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Ho hum. Another Sunday, another ridiculous morning-to-night run of sports drama.
Of course, the big headline was the return of Tiger Woods. And there was no recency bias whatsoever in the immediate declaration that his victory at the Masters was the greatest sports comeback ever.
It was not. It wasn't even the biggest comeback in golf history. Goodness gracious, people, could you maybe let 24 or even 48 hours pass before you make bad ridiculous declarations like this? Ben Hogan rallying from a near-fatal auto accident in 1949 to win the 1950 U.S. Open in 1950 still stands as golf's greatest comeback. It isn't even close.
Tiger had back and knee injuries during the 14 years between wins in Augusta. He also went through an embarrassing divorce. He managed to come back thanks to modern sports medicine, his own remarkable determination and the nature of the game that he plays. Only in golf can an above-40 competitor score a win like this after having been away for so long.
I watched the last hour of the golf but before that I was moving back and forth between the Masters and Premiere League soccer. And as usual, the Premiership did not disappoint. First up in the early morning was Manchester City playing at Crystal Palace. City was looking to take back the lead in the race for the League title and it did so with a 2-0 victory. City plays beautiful, incredibly pinpoint soccer and its run of success the last few years has been remarkable.
Then it was time for Liverpool to take the pitch against Chelsea. And again, the soccer did not disappoint. Liverpool's 2-0 victory, which moved it back into first in the league, was capped off by reigning player-of-the-year Mo Salah's glorious goal.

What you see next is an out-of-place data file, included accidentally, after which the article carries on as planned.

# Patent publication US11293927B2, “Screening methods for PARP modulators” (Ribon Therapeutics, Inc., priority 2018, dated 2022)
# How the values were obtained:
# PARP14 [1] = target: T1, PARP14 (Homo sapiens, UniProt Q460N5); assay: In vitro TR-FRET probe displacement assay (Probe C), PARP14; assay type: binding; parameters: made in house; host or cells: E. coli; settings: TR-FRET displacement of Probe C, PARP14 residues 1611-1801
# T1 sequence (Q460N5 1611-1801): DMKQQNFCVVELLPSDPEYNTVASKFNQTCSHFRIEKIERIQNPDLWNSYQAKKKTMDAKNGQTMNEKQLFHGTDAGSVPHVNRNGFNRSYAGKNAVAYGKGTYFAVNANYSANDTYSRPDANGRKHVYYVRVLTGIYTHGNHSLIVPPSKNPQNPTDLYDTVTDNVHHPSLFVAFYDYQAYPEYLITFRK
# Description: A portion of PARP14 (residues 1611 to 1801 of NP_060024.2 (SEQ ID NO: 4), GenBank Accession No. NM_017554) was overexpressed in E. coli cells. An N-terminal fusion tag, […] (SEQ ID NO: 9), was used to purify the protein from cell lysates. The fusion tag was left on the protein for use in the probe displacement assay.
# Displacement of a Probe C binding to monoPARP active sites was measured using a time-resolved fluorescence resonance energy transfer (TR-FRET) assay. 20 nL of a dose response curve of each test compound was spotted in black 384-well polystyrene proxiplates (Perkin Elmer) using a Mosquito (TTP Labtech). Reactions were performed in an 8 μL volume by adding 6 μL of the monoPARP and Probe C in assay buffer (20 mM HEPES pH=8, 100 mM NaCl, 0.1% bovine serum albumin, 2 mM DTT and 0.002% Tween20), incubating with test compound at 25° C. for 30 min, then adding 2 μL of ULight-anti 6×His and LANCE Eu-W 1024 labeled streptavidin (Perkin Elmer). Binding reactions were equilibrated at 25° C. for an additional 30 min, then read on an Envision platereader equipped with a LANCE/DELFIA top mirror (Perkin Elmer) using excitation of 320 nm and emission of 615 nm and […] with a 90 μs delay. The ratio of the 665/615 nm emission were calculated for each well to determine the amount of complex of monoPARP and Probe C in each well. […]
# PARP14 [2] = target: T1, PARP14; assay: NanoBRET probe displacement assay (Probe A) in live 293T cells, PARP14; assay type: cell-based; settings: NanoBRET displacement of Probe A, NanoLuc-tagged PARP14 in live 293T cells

Liverpool leads the standings by two points and has four games left to play, none against top teams. But Manchester City has five games remaining, which of course means that if the Baby Blues win out, they win the league.
Later on in the day there was White Sox baseball, with Tim Anderson perhaps capping off an amazing early season run at the plate with a game- and series-winning grand slam at Yankee Stadium.
But the biggest thing was NBA and NHL playoffs getting underway.
And as is often the case, the hockey results in particular were good ridiculous.
The post-season has barely started and the best team in the league and the most successful one the last five years both are already on the verge of elimination.
The Tampa Bay Lightning dominated the league this year and scored by far the most regular season points. But the team has already fallen behind the Bread Man's team, Columbus, 3-0 in their best-of-seven series.
The results so far have to be familiar for Artemi Panarin, but he is on the right side of the ledger this time. In his final season in Chicago, Panarin starred for the team that scored the most points in the Western Conference during the regular season but then went to the playoffs and fell apart. They were swept out by eighth seed Nashville before they knew what hit them. Panarin was traded away, Marian Hossa was forced to retire and the Hawks haven't sniffed the postseason since.
Also on Sunday, the Penguins lost to the Islanders to fall behind 3-0 in their series. Star Sidney Crosby has not only been held scoreless in all three games, but on Sunday he was a minus-3.
Meanwhile, Winnipeg rallied from two games down to the Blues to make their series 2-1. In other words, they kept the dream of the ultra-NHL Final of Winnipeg versus Columbus alive.
Jim "Coach" Coffman welcomes your comments.